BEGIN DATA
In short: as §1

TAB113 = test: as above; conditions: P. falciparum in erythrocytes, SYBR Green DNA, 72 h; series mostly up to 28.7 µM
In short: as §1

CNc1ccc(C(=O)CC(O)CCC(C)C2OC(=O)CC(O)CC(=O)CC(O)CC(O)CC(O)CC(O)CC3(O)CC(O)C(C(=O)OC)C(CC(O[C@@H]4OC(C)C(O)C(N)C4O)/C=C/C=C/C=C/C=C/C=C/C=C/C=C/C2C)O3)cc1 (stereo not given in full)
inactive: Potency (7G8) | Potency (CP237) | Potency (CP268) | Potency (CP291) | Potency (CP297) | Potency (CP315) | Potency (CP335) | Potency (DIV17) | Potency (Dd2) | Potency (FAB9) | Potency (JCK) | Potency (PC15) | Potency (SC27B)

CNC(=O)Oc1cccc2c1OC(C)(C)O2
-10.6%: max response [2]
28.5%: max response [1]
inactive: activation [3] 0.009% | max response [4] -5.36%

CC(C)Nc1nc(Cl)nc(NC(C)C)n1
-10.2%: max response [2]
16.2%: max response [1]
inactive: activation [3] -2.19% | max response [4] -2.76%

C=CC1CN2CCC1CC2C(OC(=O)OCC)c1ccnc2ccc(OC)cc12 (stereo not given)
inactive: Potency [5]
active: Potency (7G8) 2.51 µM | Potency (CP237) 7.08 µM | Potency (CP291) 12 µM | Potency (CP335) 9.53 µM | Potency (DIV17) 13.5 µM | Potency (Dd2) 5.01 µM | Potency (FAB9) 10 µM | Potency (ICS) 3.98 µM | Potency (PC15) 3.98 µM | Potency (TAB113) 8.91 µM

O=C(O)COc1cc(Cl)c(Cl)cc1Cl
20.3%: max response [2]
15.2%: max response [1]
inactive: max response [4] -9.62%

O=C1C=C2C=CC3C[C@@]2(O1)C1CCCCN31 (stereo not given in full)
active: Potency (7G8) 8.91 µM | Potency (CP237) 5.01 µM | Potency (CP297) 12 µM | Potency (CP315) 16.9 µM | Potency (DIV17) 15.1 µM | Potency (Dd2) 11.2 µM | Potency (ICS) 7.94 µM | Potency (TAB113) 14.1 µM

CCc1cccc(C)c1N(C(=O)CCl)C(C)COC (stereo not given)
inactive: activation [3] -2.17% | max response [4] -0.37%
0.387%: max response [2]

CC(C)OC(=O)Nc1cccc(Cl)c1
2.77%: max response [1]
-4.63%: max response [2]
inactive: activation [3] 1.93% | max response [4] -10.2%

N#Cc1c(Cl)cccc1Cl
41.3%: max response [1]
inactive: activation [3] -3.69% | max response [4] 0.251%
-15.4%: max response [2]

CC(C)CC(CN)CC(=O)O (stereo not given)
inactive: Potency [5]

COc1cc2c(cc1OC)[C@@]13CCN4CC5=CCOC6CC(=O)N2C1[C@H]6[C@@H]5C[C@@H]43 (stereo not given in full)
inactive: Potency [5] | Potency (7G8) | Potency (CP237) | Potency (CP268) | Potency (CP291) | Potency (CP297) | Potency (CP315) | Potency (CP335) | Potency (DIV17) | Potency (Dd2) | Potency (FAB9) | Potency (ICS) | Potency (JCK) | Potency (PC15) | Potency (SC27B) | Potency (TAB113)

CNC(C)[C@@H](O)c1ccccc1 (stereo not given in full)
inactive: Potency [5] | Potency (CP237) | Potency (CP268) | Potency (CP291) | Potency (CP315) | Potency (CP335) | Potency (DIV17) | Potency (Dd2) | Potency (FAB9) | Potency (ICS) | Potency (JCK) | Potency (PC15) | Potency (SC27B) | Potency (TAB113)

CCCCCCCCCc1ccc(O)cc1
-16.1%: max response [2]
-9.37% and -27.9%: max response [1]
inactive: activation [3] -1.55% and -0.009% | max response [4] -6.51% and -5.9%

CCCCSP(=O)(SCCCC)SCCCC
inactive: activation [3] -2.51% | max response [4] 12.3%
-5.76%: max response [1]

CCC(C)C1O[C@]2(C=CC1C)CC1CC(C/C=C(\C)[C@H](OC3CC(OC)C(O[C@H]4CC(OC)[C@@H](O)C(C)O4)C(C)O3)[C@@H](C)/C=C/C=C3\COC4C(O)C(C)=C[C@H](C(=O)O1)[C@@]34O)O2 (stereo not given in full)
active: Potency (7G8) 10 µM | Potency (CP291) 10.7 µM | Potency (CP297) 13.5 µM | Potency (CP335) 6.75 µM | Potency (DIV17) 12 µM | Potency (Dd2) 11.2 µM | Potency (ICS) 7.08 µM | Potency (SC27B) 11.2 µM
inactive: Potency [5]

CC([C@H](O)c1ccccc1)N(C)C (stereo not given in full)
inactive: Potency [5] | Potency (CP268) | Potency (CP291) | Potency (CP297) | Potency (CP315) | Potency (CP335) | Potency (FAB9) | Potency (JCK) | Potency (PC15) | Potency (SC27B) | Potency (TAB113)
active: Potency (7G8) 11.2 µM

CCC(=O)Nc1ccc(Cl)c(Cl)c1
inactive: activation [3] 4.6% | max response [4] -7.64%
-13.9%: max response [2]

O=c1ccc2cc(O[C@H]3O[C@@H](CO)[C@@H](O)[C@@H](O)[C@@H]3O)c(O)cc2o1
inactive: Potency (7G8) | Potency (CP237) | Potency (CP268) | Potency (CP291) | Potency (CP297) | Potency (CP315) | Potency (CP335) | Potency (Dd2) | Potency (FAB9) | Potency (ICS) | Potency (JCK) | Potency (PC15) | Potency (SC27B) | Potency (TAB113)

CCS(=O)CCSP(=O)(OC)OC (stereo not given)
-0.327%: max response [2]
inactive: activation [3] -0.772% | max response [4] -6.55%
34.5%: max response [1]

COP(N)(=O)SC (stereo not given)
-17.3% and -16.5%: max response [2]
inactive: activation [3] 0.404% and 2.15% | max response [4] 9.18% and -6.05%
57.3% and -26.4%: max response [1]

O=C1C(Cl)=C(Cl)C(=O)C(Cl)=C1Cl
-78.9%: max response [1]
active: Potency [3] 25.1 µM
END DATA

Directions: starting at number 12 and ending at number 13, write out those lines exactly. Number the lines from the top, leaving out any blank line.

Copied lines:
16.2%: max response [1]
inactive: activation [3] -2.19% | max response [4] -2.76%